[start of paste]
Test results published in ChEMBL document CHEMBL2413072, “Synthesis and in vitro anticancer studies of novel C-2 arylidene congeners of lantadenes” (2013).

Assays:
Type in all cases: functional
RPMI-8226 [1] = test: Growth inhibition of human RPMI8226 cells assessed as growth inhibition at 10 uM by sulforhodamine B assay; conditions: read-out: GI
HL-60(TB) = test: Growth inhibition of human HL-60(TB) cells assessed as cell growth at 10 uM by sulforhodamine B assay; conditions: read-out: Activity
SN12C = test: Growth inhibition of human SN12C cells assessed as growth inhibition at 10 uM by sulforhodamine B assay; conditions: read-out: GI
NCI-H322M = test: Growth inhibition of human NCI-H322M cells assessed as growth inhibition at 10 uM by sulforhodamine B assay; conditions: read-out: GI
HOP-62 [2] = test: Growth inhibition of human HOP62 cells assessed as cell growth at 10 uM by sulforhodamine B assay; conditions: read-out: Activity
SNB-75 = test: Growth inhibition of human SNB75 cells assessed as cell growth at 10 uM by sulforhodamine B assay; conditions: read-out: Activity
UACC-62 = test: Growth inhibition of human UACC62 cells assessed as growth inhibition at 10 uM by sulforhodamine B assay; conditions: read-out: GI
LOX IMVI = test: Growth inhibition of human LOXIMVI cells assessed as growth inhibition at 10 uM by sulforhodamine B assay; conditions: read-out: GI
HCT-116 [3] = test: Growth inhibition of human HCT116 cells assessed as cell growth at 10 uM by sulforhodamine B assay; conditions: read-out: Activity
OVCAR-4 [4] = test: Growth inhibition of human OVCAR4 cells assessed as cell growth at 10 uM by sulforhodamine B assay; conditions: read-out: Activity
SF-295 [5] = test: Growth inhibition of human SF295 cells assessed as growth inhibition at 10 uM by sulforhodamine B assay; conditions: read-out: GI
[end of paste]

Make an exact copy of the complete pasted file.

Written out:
Test results published in ChEMBL document CHEMBL2413072, “Synthesis and in vitro anticancer studies of novel C-2 arylidene congeners of lantadenes” (2013).

Assays:
Type in all cases: functional
RPMI-8226 [1] = test: Growth inhibition of human RPMI8226 cells assessed as growth inhibition at 10 uM by sulforhodamine B assay; conditions: read-out: GI
HL-60(TB) = test: Growth inhibition of human HL-60(TB) cells assessed as cell growth at 10 uM by sulforhodamine B assay; conditions: read-out: Activity
SN12C = test: Growth inhibition of human SN12C cells assessed as growth inhibition at 10 uM by sulforhodamine B assay; conditions: read-out: GI
NCI-H322M = test: Growth inhibition of human NCI-H322M cells assessed as growth inhibition at 10 uM by sulforhodamine B assay; conditions: read-out: GI
HOP-62 [2] = test: Growth inhibition of human HOP62 cells assessed as cell growth at 10 uM by sulforhodamine B assay; conditions: read-out: Activity
SNB-75 = test: Growth inhibition of human SNB75 cells assessed as cell growth at 10 uM by sulforhodamine B assay; conditions: read-out: Activity
UACC-62 = test: Growth inhibition of human UACC62 cells assessed as growth inhibition at 10 uM by sulforhodamine B assay; conditions: read-out: GI
LOX IMVI = test: Growth inhibition of human LOXIMVI cells assessed as growth inhibition at 10 uM by sulforhodamine B assay; conditions: read-out: GI
HCT-116 [3] = test: Growth inhibition of human HCT116 cells assessed as cell growth at 10 uM by sulforhodamine B assay; conditions: read-out: Activity
OVCAR-4 [4] = test: Growth inhibition of human OVCAR4 cells assessed as cell growth at 10 uM by sulforhodamine B assay; conditions: read-out: Activity
SF-295 [5] = test: Growth inhibition of human SF295 cells assessed as growth inhibition at 10 uM by sulforhodamine B assay; conditions: read-out: GI